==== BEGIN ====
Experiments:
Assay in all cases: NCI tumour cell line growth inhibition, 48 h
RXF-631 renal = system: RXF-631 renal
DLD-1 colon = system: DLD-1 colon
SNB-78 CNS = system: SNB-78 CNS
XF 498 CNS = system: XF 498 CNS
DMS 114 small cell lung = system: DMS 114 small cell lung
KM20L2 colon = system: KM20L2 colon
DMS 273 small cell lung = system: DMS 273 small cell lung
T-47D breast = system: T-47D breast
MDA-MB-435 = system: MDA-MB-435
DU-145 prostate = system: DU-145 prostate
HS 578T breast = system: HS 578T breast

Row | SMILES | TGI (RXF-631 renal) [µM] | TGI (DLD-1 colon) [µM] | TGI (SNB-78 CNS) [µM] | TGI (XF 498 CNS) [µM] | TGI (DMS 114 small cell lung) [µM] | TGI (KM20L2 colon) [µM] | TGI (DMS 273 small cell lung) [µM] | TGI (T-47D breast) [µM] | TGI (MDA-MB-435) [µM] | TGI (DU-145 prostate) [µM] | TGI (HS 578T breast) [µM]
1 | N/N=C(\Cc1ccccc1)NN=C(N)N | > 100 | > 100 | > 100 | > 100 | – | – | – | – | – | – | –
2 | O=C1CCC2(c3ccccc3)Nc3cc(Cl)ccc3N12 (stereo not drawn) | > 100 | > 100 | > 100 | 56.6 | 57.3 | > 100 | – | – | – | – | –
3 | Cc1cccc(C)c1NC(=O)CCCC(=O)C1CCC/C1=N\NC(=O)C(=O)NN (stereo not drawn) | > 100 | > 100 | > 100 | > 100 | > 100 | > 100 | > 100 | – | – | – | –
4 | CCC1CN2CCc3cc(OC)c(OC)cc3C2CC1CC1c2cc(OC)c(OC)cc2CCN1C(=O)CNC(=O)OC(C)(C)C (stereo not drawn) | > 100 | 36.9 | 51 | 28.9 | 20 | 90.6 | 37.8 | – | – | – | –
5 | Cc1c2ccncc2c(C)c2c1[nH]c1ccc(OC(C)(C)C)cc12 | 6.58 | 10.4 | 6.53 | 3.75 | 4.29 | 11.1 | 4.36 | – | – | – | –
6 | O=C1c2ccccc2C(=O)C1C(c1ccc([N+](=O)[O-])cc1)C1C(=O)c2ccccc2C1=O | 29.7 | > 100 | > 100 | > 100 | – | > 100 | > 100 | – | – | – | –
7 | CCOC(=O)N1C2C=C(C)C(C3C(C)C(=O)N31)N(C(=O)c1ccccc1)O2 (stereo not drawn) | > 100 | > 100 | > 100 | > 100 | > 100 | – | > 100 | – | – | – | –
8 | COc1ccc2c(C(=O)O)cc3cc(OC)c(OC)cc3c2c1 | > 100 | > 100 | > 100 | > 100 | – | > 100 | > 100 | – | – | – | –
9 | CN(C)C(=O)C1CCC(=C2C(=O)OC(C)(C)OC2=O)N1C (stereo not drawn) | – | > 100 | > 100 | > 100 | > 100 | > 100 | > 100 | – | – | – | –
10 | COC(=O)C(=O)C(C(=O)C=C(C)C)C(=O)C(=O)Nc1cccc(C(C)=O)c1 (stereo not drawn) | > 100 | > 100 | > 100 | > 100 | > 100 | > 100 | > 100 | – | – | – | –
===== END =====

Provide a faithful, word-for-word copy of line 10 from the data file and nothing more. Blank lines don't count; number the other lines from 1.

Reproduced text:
T-47D breast = system: T-47D breast